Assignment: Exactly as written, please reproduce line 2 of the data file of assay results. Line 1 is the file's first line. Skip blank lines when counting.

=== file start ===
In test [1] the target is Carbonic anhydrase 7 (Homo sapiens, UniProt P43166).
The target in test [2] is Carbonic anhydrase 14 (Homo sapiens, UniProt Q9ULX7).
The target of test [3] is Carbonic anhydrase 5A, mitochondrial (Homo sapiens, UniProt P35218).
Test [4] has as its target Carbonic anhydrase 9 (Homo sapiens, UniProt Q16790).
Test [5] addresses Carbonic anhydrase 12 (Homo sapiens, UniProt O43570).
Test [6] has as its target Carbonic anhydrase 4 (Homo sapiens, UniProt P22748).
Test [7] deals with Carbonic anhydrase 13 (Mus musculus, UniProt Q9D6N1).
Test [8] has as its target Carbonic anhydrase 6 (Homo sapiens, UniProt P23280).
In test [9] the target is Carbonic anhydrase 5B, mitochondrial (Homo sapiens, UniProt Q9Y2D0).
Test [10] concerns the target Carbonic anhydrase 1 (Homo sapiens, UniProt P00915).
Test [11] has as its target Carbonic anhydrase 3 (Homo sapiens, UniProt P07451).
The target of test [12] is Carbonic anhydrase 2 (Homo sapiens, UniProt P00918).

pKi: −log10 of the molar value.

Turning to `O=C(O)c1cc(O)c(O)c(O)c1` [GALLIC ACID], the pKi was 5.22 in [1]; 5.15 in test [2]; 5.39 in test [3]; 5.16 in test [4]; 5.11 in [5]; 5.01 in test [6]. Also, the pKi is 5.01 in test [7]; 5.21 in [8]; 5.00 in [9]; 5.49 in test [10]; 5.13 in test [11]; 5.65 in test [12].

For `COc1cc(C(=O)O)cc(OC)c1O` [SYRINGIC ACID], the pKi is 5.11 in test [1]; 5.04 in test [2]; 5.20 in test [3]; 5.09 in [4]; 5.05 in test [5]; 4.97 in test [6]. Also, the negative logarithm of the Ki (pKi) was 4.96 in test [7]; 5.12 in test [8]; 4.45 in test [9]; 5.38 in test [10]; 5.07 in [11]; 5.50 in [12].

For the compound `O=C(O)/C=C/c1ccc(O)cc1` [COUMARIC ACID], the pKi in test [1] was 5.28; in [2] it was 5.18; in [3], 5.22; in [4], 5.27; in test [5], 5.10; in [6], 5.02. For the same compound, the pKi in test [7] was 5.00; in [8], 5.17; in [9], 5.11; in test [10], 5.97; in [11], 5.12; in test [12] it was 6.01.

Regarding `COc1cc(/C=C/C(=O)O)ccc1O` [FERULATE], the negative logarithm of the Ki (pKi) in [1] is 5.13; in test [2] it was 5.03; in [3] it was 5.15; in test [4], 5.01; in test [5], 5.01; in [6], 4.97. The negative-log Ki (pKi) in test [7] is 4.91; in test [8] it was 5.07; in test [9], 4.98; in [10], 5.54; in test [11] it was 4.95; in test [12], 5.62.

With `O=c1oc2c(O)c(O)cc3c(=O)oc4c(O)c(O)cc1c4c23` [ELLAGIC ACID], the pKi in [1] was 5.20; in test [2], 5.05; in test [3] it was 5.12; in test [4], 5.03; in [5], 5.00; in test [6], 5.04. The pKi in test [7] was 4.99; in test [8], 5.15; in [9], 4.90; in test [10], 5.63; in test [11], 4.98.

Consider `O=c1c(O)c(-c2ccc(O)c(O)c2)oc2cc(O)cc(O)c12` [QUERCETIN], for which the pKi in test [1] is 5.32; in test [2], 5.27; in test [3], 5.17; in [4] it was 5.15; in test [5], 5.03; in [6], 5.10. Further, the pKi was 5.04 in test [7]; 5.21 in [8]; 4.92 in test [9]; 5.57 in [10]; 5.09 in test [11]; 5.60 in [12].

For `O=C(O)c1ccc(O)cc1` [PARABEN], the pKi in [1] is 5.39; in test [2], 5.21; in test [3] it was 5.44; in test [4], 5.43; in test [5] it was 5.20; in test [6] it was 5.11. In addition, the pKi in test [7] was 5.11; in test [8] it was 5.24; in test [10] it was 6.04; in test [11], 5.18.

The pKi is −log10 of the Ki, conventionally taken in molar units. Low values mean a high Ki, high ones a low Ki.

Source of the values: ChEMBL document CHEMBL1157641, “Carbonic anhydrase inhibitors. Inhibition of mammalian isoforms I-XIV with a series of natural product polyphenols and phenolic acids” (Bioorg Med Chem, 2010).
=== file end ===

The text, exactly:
The target in test [2] is Carbonic anhydrase 14 (Homo sapiens, UniProt Q9ULX7).